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ISSUE:

1) Whether or not the petitioner has adequately explained his failure to personally sign the certification
which justifies relaxation of the rule. YES

2) Whether or not the failure of the petitioner to comply with Section 3, paragraph b, Rule 6 of the
RIRCA, that is, to append to his petition copies of the pleadings and other material portions of the
records as would support the petition, justifies the outright dismissal of the petition. NO

HELD:

1) YES. The requirement regarding the need for a certification of non-forum shopping in cases filed
before the CA and the corresponding sanction for noncompliance thereto are found in the then
prevailing Revised Circular No. 2891. It provides that the petitioner himself must make the certification
against forum shopping and a violation thereof shall be a cause for the summary dismissal of the
multiple petition or complaint. The rationale for the rule of personal execution of the certification by the
petitioner himself is that it is only the petitioner who has actual knowledge of whether or not he has
initiated similar actions or proceedings in other courts or tribunals; even counsel of record may be
unaware of such fact. The Court has ruled that with respect to the contents of the certification, the rule
on substantial compliance may be availed of. This is so because the requirement of strict compliance
with the rule regarding the certification of non-forum shopping simply underscores its mandatory
nature in that the certification cannot be altogether dispensed with.

We fully agree with petitioner that it was physically impossible for the petition to have been prepared
and sent to the petitioner in the United States, for him to travel from Virginia, U.S.A. to the nearest
Philippine Consulate in Washington, D.C., U.S.A., in order to sign the certification before the Philippine
Consul, and for him to send back the petition to the Philippines within the 15-day reglementary period.
Thus, we find that petitioner has adequately explained his failure to personally sign the certification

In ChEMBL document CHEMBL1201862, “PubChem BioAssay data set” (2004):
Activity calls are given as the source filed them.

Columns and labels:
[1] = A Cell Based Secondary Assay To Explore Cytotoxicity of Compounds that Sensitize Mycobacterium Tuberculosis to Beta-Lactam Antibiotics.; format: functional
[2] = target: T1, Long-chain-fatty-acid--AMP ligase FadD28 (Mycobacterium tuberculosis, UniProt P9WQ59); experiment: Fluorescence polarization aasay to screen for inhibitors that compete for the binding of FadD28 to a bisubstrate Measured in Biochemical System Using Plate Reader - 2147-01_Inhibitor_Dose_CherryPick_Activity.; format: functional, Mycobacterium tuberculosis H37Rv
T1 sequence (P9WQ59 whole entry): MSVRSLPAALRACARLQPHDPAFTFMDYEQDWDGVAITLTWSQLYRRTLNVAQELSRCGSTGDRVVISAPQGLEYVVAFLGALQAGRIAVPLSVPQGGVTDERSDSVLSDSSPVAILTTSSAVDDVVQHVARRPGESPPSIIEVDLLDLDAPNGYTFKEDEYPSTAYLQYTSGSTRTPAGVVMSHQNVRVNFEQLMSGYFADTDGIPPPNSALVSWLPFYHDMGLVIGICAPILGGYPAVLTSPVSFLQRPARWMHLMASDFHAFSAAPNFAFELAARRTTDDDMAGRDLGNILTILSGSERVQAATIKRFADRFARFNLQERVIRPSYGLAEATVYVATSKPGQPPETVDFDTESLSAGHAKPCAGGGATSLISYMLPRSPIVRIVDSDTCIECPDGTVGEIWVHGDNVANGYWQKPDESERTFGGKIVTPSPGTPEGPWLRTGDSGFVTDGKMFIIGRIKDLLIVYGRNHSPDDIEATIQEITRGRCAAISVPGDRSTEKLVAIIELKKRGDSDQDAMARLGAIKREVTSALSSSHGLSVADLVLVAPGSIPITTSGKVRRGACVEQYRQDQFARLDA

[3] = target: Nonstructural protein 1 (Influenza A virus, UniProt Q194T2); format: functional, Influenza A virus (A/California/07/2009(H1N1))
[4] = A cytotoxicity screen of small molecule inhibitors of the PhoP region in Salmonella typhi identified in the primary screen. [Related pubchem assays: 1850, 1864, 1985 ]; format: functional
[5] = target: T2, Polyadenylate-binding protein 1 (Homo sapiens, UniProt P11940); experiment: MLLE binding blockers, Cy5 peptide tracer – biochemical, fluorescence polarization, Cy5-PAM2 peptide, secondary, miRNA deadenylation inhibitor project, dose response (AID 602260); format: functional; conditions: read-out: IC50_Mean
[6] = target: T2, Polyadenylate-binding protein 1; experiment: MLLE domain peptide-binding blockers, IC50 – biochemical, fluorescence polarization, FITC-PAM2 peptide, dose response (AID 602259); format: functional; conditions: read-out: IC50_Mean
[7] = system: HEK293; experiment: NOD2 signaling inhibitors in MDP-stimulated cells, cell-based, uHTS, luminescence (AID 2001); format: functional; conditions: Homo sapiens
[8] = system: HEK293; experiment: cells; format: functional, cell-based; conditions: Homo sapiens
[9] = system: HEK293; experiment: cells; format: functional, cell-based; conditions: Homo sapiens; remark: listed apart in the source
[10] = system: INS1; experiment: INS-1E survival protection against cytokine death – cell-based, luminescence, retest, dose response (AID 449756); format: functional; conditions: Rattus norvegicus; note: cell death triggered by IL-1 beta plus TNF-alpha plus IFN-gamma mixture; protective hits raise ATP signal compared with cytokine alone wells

which justifies relaxation of the rule.

We have stressed that the rules on forum shopping, which were precisely designed to promote and
facilitate the orderly administration of justice, should not be interpreted with such absolute literalness
as to subvert its own ultimate and legitimate objective which is simply to prohibit and penalize the evils
of forum-shopping. The subsequent filing of the certification duly signed by the petitioner himself
should thus be deemed substantial compliance, pro hac vice.

2) NO. The failure of the petitioner to comply with Section 3, paragraph b, Rule 6 of the RIRCA, that is, to
append to his petition copies of the pleadings and other material portions of the records as would
support the petition, does not justify the outright dismissal of the petition. It must be emphasized that
the RIRCA gives the appellate court a certain leeway to require parties to submit additional documents
as may be necessary in the interest of substantial justice. Under Section 3, paragraph d of Rule 3 of the
RIRCA, the CA may require the parties to complete the annexes as the court deems necessary, and if the
petition is given due course, the CA may require the elevation of a complete record of the case as
provided for under Section 3(d)(5) of Rule 6 of the RIRCA. At any rate, petitioner attached copies of the
pleadings and other material portions of the records below with his motion for reconsideration. In Jaro
vs. Court of Appeals, the Court reiterated the doctrine laid down in Cusi-Hernandez vs. Diaz and Piglas-